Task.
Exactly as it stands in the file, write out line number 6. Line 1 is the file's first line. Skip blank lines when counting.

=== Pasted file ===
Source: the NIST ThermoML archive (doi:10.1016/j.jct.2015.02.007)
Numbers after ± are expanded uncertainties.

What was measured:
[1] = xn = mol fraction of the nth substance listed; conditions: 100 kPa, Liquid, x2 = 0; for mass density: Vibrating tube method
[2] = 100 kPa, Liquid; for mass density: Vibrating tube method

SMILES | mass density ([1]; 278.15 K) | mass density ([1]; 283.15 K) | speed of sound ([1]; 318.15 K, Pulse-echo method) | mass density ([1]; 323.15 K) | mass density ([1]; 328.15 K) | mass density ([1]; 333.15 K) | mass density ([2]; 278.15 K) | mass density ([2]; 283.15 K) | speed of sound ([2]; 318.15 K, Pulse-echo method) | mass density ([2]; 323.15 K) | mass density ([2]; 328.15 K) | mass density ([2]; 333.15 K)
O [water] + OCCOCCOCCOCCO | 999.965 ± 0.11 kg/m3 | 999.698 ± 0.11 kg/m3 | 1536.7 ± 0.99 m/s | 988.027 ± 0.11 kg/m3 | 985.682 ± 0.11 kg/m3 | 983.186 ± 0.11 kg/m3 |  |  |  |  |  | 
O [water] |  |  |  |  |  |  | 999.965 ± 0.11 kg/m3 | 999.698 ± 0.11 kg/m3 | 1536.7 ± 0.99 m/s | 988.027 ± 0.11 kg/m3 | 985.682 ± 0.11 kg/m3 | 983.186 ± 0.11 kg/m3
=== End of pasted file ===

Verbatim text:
SMILES | mass density ([1]; 278.15 K) | mass density ([1]; 283.15 K) | speed of sound ([1]; 318.15 K, Pulse-echo method) | mass density ([1]; 323.15 K) | mass density ([1]; 328.15 K) | mass density ([1]; 333.15 K) | mass density ([2]; 278.15 K) | mass density ([2]; 283.15 K) | speed of sound ([2]; 318.15 K, Pulse-echo method) | mass density ([2]; 323.15 K) | mass density ([2]; 328.15 K) | mass density ([2]; 333.15 K)